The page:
On July 3, 2018, Trump informed Kim by letter that he was sending U.S. Secretary of State Mike Pompeo to Pyongyang, emphasizing that “most importantly,” Pompeo was under his “instructions” to find agreement on “taking the first major steps toward the final, fully verified denuclearization of Korean Peninsula.” This no doubt set off warning bells in Pyongyang. Right from the start, without any hint of what Washington might be prepared to pledge in return, Trump was focusing on denuclearization.

In his reply on July 6, Kim took the high road, expressing the wish that his “trust and confidence” in Trump would be “further strengthened” in the “future process of taking practical actions.” With that innocent-sounding phrase, Kim was reminding Trump of the firmly held North Korean position that denuclearization could only happen gradually and in synch with “practical actions” taken by the United States. Kim made no explicit reference to specific pledges by either side, however, and did not directly challenge Trump’s characterization of the importance of denuclearization.

Pompeo’s meeting in Pyongyang went badly. Differences over substance and sequence were so deep that the North Korean foreign ministry—certainly with Kim’s approval and probably at his direction—issued a statement immediately after the talks accusing the United States of bringing a “unilateral and brigandish demand for denuclearization” while “putting off to the far back even the issue of the end of war declaration, which has already been agreed upon” and “not even mentioning the issue of building a peace regime on the Korean Peninsula.” An end of war declaration was an “issue that Trump had shown more eagerness for even during the [North Korea-U.S.] summit talks,” the statement continued.

A letter from Kim Jong Un to Donald Trump

A letter from Kim to Trump, in Korean at left and translated to English at right, dated July 6, 2018. DOUGLAS CURRAN/AFP via Getty Images

At the end of July, Kim sent another letter to Trump. It did not repeat the foreign ministry’s charges. Rather, in gingerly fashion, Kim merely noted the “lack of anticipated declaration on the termination of war” in the negotiations so far.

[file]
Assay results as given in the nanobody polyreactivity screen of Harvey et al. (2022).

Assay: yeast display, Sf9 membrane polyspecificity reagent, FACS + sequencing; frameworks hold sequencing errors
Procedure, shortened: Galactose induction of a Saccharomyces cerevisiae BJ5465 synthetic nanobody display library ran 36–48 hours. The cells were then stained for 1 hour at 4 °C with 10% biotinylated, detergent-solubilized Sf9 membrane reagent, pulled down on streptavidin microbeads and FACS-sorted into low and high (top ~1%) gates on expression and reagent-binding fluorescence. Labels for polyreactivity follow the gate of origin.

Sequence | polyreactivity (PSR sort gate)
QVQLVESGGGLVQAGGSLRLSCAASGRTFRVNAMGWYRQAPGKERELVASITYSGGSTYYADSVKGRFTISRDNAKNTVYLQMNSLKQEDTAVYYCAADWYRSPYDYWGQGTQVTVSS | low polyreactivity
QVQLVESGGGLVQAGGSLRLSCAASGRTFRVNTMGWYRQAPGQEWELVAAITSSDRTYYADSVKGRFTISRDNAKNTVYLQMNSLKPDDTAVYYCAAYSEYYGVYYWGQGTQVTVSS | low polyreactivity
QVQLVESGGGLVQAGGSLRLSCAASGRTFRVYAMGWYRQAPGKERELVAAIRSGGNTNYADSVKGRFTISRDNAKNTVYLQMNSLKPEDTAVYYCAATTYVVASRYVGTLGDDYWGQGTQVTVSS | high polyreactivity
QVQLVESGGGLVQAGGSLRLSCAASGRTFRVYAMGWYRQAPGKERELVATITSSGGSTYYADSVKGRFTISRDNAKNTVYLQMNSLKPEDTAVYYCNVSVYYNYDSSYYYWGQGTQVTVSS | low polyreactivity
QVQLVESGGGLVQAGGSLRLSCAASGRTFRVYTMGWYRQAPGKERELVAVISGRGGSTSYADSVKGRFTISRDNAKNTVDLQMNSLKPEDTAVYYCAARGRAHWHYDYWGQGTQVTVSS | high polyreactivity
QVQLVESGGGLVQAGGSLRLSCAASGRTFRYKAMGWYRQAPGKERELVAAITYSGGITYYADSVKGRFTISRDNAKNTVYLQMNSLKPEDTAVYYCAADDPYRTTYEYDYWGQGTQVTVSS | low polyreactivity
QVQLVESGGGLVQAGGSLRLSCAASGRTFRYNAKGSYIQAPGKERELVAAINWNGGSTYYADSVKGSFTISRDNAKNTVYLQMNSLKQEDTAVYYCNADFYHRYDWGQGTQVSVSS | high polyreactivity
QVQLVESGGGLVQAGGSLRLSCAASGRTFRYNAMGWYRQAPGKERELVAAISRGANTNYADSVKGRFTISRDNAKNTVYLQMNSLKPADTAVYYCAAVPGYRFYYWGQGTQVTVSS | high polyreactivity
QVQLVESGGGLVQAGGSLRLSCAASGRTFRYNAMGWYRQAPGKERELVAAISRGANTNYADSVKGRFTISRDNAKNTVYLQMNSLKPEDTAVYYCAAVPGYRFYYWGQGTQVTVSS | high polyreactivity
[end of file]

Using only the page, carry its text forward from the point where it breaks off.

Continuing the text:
Trump replied on Aug. 2, not acknowledging the issue of the declaration but once again going right to denuclearization: “It is now time to make progress on the other commitments we made, including complete denuclearization.” Some in the North might have chewed over the use of “we” while unmistakably referring to only one side’s goal.

On Sept. 6, after the sudden cancellation of a planned second visit by Pompeo, Kim sent his most crucial letter during the entire exchange. Ignoring who canceled the visit or why, he expresses—with razor-keen clarity—his views on the U.S. secretary of state: “It is my thought that instead of having a war of words on issues that divide our two sides with Secretary Pompeo, who it is difficult for me to think can fully represent Your Excellency’s mind, it would be more constructive to meet in person with Your Excellency, who [is] endowed with an outstanding political sense, and have an in-depth exchange of views on important issues including the denuclearization.”

This might have been meant as an early signal that any “in-depth exchange” on the nuclear issue would be reserved to direct talks between Kim and Trump. This practice of reserving the most important or sensitive discussions for a face-to-face summit was not unusual. In November 2000 in Kuala Lumpur, the North Korean delegation would not discuss the missile issue with its U.S. counterpart, even though the latter had been sent to the Malaysian capital for the exact purpose of resolving as much of that issue as possible in advance of any summit between North Korean leader Kim Jong Il and U.S. President Bill Clinton.

In the September letter, Kim says he is prepared to fully implement the Singapore joint statement and that “in addition to the steps that we have taken up front, we are willing to take further meaningful steps one at a time in a phased manner, such as the complete shutdown of the Nuclear Weapons Institute or the Satellite Launch District and the irreversible closure of the nuclear materials production facility [at Yongbyon].” However, “in order for us to sustain the momentum … we need to feel some changes in our surroundings, even a little, to prove that the effort[s] we make are by no means in vain.” At this point, Kim was telling Trump plainly what had been a constant North Korean position ever since the Agreed Framework negotiations in 1993 and 1994: Pyongyang’s concessions would have to be modestly veiled by some sort of U.S. move that could be portrayed as addressing North Korean concerns. Kim then reemphasizes that denuclearization must proceed “on the principle of phased, synchronized action.” He goes on: “If our goodwill and sincere efforts are properly appreciated and the United States [takes] more substantive steps and actions in a phased manner, significant progress will be made in the issue of denuclearization.” Here, Kim was telling Trump directly that specific, important North Korean moves were on the table—and shutting down the Nuclear Weapons Institute, an instrumental part of the country’s nuclear weapons program, would be quite important. These were, however, contingent on unspecified “substantive steps” by Washington. In his subsequent messages, Trump never acknowledges or probes Kim’s negotiating stance. Nor is there evidence that Kim’s offering up the Nuclear Weapons Institute even registered in Washington.